re: Poker & Beginning Hand Reading
Hope all is going well and glad to meet you. What was presented to me and what I figured out on my own; what people value and how they value their starting hands; hands that are played on flop and beyond. I studied my starting hand chart to memory for each position I would play; then I observed opponents and how close they were to my information by how they played their hands. Predicting their bets, predicting their play, trying to understand them as individuals and how they play random situations as some examples.
Taking notes, their starting hands when shown down, this will help narrow down their play before I can start saying with any regularity that would simulate putting them on an exact hand. Starting hand ranges are the base, the basics of what is important but to go beyond starting ranges, knowing when to throw out ranges comes from understanding when to trust what is being read at any one time is being built over time.
We are imperfect as poker players especially trying to solve an abstract problem, being right 100% of the time is not going to happen because putting someone on a hand is an abstract problem, but conditioning my brain to understand when it is necessary then I can put someone on hand, without the thought I need to put them on one hand or a range continually, but only when I need too.
Abstract problems, I use narrative theory because of needing the game to be fluid, subtle changes from person to person from narrating my game either out loud or just to myself. This helps to solve abstract situations because of the game being one continuous journey not one random or one specific situation that is surrounding my game by other abstract situations that we do not see what cards are being held. Filtering out what does not need any thought, that leads to focusing on play from first applying range thinking by my opponents that is backed up by what is shown down but without concrete evidence it is still mostly an abstract problem.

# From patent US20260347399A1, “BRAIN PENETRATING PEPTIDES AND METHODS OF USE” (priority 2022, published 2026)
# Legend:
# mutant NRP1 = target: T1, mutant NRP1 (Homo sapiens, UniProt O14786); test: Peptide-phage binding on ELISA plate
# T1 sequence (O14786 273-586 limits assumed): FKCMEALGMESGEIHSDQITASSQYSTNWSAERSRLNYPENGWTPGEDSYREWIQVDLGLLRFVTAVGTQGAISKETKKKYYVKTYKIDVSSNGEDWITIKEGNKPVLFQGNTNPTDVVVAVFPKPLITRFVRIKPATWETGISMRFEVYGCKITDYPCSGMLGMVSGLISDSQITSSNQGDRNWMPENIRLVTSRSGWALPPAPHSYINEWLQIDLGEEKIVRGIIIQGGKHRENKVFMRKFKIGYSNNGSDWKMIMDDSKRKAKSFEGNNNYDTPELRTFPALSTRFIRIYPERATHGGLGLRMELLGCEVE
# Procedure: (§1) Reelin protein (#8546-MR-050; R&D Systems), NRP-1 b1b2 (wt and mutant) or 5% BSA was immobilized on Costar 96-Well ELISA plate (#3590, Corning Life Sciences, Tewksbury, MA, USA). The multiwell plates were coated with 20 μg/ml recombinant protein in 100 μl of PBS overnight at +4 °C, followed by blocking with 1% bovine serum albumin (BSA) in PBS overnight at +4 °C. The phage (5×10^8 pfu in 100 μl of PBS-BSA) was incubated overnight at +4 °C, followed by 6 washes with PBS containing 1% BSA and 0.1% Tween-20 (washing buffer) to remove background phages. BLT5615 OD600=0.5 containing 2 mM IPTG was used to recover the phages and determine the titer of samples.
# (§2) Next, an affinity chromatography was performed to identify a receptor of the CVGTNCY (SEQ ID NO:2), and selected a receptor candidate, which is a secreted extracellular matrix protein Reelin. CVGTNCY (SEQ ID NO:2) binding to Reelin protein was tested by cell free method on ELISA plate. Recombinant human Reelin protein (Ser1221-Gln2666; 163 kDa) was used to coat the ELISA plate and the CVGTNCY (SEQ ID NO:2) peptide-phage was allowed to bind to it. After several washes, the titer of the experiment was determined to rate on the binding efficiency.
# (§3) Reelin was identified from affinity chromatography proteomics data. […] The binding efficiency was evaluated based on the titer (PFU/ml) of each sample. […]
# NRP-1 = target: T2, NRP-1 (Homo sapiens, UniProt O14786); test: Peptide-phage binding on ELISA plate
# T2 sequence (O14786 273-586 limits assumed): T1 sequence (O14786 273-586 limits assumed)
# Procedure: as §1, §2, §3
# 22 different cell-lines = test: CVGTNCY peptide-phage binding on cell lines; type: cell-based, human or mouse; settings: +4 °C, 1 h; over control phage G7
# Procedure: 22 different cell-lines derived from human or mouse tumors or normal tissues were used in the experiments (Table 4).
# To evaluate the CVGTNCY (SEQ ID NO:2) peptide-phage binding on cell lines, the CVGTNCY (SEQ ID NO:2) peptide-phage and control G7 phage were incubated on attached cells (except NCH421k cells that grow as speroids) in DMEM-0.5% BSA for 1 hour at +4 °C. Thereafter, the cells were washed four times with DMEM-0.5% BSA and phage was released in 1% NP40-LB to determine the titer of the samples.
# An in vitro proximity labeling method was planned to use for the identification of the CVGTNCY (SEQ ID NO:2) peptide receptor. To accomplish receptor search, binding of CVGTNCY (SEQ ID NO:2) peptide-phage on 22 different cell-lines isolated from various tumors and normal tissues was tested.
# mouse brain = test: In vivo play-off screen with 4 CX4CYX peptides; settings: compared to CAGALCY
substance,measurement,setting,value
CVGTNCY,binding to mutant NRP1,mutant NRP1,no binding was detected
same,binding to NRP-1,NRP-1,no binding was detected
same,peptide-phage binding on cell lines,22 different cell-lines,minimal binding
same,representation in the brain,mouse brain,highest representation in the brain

Triggers from what I narrate then filling the gaps from my information about what is observed and translated into narrative theory about what I am seeing. When an opponent makes a play, bet for example, they just triggered something concrete in my brain from my narrative theory of this or many random situations over time to come closer to solving an abstract problem in the moment, as it is happening. As the process continues it is specific models from narrative theory because how each personís abilities are used at the table, meaning, narrative theory is actually what we can do, what we use more often at the table as individuals, our skill at the table, what we know and can perform under pressure. Starting hand ranges, narrowing down play, it takes practice, making mistakes, learning how to be a researcher of information are some of what I have learned to apply in hand reading.
I am a profiler of information, I follow where the information takes me, connect the dots, this helps not to be biased against what I am reading otherwise I would not understand when I am applying my information properly, when I am about to make mistake or to understand why I made my mistake then adjust as some examples. This is part of my process and poker players being individuals any process is not going to be an exact science or a system that can be learned, but an art of reading hands from gathering information that would be different for each person to experience. I am always willing to reshape my model, my blueprint when I observe it is necessary.